Alan A. Ayers, MBA, MAcc is Chief Executive Officer at Velocity Urgent Care and is Practice Management Editor of The Journal of Urgent Care Medicine.

Urgent message: A business plan should never be a formality to meet bank or investor requirements. Rather, it should represent a rigorous testing of all your analyses and assumptions around a business decision. Because, sometimes, the “best” outcome from diligent business planning just might be the decision to forego the opportunity altogether.

Physician-entrepreneurs were the pioneers of the early urgent care landscape, and today remain central to the growth and expansion of the industry. And while their entrepreneurial spirit made them the driving force—then as now—many still venture into the urgent care space lacking a solid foundation in the myriad business aspects of a well-run operation. Eager to practice urgent care medicine, yet short on experience in running a retail-oriented business, we often see beginning physician-entrepreneurs seek out a boilerplate “business plan template” to simply meet their bank’s lending requirements.

A business plan, however, is far from a simple cut-and-paste endeavor. Indeed, a proper business plan is a rigorous exercise in analysis in which every aspect of the business is detailed, and every assumption tested. Because if a business doesn’t work on paper, it won’t work in reality! This is a truth to which many owner-operators of failed urgent cares can attest.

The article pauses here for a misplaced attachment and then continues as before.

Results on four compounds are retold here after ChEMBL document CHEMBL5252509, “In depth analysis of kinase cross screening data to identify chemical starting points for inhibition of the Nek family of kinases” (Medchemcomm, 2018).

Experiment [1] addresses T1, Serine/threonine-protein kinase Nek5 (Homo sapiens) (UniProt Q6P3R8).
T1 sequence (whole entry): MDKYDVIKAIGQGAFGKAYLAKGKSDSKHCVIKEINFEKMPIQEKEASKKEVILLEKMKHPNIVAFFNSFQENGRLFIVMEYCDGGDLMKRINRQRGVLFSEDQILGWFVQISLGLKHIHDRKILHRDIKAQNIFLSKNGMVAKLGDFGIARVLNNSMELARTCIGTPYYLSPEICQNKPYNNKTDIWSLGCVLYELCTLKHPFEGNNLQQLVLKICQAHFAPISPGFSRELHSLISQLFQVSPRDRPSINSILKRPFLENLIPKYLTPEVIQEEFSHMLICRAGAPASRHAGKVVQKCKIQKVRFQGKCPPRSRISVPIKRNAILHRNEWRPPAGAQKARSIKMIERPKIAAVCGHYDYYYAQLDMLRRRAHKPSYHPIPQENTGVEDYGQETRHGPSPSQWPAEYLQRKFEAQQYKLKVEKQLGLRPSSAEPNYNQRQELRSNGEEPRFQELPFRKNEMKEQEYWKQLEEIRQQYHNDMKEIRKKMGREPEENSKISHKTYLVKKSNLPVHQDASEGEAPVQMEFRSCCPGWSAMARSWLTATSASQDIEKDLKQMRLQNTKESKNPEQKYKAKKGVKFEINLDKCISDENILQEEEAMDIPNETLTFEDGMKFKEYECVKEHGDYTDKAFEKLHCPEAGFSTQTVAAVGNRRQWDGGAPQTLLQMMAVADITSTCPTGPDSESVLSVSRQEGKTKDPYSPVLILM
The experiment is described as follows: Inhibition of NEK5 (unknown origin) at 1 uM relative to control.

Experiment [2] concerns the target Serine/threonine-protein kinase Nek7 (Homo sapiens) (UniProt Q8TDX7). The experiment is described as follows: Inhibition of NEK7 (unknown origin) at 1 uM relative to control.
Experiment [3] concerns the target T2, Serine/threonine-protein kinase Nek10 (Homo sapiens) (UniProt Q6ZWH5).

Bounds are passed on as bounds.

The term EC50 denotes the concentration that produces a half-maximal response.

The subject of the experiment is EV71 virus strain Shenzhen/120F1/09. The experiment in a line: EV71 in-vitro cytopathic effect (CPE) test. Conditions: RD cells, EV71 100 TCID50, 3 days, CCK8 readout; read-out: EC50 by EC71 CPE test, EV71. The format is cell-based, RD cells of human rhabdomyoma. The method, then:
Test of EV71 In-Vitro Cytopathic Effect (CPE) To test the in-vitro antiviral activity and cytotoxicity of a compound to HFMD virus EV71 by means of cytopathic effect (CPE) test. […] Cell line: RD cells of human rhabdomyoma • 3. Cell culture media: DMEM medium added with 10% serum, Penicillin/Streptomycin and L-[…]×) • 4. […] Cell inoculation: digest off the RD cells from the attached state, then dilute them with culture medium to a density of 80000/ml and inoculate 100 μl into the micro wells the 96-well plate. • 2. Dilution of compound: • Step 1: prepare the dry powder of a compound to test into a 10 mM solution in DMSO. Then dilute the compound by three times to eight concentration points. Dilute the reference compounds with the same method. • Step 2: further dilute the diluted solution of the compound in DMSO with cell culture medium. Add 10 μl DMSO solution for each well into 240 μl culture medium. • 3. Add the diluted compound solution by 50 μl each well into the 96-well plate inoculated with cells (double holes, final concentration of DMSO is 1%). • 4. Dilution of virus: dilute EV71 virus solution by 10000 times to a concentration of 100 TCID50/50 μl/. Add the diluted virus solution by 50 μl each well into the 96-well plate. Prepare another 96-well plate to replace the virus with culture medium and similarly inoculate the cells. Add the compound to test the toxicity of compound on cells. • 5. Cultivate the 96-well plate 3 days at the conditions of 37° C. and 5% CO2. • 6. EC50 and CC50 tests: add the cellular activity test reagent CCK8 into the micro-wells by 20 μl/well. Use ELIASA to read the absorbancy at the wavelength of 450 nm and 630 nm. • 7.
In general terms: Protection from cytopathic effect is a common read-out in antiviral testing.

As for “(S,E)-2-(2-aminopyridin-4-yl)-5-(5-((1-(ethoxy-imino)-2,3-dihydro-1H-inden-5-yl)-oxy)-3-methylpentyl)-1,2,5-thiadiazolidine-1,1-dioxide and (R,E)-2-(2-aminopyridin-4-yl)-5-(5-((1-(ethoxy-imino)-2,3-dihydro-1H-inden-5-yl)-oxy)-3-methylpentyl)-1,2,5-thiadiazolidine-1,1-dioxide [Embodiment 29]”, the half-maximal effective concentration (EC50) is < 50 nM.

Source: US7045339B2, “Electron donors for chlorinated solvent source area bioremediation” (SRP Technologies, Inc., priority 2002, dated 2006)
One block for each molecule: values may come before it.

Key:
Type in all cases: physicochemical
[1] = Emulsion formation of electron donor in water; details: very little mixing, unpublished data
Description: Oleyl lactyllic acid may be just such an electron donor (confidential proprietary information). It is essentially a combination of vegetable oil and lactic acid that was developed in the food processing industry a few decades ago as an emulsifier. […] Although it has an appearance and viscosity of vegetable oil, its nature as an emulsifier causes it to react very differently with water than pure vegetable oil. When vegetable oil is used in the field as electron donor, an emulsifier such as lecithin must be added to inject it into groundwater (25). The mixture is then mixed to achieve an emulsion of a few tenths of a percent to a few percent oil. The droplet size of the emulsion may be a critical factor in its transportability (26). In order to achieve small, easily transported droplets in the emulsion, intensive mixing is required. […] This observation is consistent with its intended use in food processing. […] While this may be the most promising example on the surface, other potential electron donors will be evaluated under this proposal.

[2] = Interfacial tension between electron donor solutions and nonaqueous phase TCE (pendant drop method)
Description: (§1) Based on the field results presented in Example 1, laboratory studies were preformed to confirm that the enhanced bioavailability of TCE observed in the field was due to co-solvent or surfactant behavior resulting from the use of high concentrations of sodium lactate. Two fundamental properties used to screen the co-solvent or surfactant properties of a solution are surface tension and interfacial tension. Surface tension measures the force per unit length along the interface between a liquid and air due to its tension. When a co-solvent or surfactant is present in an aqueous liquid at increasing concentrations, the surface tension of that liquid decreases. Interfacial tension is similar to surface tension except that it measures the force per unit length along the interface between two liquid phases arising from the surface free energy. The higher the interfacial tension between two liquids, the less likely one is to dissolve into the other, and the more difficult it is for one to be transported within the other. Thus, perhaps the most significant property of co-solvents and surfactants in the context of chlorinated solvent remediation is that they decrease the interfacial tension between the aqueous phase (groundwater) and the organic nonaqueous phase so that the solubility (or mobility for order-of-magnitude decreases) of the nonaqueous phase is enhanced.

The Importance of the Urgent Care Business Plan

An urgent care center can struggle at the outset, fail to gain traction, or shutter its doors completely for any of the following reasons:

  • Incomplete or inadequate market analysis (including competitor strengths and weaknesses)
  • Lack of understanding of the target consumer demographic (their expectations and unmet needs)
  • A poorly executed operation (resulting in inefficiency and disengaged employees)
  • Excessive spending at the outset (ie, setup, supplies, labor) that exhausts working capital
  • Inadequate or ineffective marketing (failing to differentiate from competitors)
  • A poor patient experience (resulting in negative reviews and no repeat visits)

A thorough and effective business plan addresses all the above issues. And business plans are not just for new centers, but every business decision—whether its adding capacity at an existing center, expanding and adding new locations, or adding new service offerings.

With that in mind, here are several of the major topics an urgent care business plan should cover:

  • Market analysis
  • Your strengths, weaknesses, opportunities, and threats (SWOT)
  • Marketing plan
  • Bottom’s up analysis

Market Analysis

Before you open any business, you must determine the demand for the goods and/or services that business will provide. For urgent care, this begins with understanding the customers in the urgent care market and the type of walk-in medical services they’ll want. This type of market analysis is generally comprised of answers to the following questions.

  • Who are your customers?
  • Where do they live?
  • What are their demographics (ie, age, household size and type, income, type of insurance, healthcare needs)?